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UK High Court: Tobacco will be packed plain, non-branded

Staff writer |
Tobacco companies have lost a High Court challenge against the government's new plain packaging rules, which are due to kick in on Friday.

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Saving children from a lifetime of addiction.
The challenge was led by Philip Morris International and British American Tobacco, while Imperial Brands and Japan Tobacco International were interested parties. The companies had expressed concern over plain packaging's impact on competition and argued that it deprived them of their intellectual property.

Under the new law, which came into force in Australia in 2012, cigarettes will have to be sold in plain, standardised packaging, with no bright colours allowed.

In addition, the health warnings on the cigarette packs will have to be bigger and there will be no branding other than the brand name in plain font.

Up until now, companies had been allowed to use 35% of the packaging for branding, and the remainder for health warnings.

In the 386-page ruling, Justice Green said: "If one examines the issue purely by comparing the monetary losses the tobacco industry assert that they will incur against the costs which would be saved to the public purse by the regulations the balance comes out very clearly indeed on the side of the public purse.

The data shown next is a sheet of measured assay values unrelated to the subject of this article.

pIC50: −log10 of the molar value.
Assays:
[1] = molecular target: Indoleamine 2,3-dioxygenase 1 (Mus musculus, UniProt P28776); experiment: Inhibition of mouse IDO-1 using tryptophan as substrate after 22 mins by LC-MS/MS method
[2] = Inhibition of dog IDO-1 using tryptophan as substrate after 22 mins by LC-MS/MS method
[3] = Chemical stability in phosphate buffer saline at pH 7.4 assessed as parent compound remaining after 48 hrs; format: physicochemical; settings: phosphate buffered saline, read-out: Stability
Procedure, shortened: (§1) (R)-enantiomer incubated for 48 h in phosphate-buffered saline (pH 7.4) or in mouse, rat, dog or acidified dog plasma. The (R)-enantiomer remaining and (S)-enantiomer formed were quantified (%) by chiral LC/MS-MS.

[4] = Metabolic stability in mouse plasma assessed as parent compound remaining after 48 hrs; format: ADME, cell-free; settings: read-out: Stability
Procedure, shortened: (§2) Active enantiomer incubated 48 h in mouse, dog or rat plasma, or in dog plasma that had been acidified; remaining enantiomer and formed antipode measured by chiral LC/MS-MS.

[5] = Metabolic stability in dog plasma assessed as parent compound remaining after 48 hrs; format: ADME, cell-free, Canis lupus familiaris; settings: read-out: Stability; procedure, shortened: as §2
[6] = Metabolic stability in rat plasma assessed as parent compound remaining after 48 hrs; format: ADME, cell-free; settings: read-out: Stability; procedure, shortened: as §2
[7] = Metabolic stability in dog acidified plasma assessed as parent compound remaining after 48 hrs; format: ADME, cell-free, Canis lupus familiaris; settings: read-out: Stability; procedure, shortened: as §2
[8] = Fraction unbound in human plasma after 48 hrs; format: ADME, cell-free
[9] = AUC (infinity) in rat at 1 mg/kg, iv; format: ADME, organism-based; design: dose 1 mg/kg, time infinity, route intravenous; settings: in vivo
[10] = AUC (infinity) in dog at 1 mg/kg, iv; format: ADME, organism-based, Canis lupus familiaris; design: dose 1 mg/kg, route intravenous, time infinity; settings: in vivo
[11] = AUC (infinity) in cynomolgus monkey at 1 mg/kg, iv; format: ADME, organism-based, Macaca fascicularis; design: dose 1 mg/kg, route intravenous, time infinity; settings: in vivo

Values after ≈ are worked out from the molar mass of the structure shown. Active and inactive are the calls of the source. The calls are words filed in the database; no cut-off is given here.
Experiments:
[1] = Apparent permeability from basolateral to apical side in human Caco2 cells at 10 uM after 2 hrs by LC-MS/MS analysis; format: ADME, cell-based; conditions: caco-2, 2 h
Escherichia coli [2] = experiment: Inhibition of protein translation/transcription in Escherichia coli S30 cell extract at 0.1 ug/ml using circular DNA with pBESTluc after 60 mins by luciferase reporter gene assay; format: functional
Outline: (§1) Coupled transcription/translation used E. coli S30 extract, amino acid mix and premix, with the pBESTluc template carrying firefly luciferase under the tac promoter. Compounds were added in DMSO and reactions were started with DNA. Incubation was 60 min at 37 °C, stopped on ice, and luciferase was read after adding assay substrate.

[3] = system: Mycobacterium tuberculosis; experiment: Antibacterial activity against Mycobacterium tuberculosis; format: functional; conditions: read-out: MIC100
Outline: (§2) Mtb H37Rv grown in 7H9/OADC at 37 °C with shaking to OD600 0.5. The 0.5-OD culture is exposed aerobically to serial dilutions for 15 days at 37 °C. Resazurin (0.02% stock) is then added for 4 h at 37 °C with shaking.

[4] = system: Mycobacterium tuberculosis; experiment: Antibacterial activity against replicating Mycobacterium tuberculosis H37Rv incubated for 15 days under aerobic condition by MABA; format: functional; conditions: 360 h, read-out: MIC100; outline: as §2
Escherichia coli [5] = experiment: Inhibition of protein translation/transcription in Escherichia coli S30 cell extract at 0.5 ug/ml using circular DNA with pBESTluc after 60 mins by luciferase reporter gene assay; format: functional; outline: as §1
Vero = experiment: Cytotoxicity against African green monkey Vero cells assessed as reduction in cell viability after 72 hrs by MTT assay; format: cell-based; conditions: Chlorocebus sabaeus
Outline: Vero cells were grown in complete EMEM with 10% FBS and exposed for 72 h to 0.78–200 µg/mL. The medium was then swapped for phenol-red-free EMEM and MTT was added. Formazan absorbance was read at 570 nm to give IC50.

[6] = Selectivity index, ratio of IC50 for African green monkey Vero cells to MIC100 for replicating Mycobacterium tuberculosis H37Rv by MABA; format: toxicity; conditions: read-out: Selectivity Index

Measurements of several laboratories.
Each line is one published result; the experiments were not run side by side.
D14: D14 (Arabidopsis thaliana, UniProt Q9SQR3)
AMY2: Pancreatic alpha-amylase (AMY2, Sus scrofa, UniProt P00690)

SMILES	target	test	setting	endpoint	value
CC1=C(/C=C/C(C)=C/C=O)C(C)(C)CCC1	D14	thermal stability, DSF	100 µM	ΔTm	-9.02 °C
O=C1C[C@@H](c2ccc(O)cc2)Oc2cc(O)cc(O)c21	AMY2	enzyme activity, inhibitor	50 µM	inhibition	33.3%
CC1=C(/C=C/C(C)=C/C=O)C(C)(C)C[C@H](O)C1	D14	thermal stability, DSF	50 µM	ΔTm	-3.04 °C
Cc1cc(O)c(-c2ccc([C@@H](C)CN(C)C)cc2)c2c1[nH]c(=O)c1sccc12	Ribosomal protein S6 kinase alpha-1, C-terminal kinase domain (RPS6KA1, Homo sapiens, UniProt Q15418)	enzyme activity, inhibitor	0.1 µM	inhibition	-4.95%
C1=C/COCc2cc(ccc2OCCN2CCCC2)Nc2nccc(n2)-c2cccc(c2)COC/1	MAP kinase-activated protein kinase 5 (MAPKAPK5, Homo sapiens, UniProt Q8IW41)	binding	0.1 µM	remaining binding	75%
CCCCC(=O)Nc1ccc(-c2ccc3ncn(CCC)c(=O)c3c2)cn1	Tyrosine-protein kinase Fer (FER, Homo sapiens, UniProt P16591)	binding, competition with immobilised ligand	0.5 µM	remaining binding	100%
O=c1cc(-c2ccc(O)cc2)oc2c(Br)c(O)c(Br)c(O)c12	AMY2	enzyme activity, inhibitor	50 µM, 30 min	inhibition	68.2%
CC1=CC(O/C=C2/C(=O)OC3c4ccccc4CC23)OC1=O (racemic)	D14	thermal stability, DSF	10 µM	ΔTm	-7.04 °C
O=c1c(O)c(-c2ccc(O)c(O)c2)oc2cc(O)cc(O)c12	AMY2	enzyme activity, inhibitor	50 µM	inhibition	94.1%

"Yet it is wrong to view this issue purely in monetised terms alone; there is a significant moral angle which is embedded in the Regulations which is about saving children from a lifetime of addiction, and children and adults from premature death and related suffering and disease. I therefore reject the claimants' case that the regulations are disproportionate."

The UK is the first European country to introduce plain packaging.


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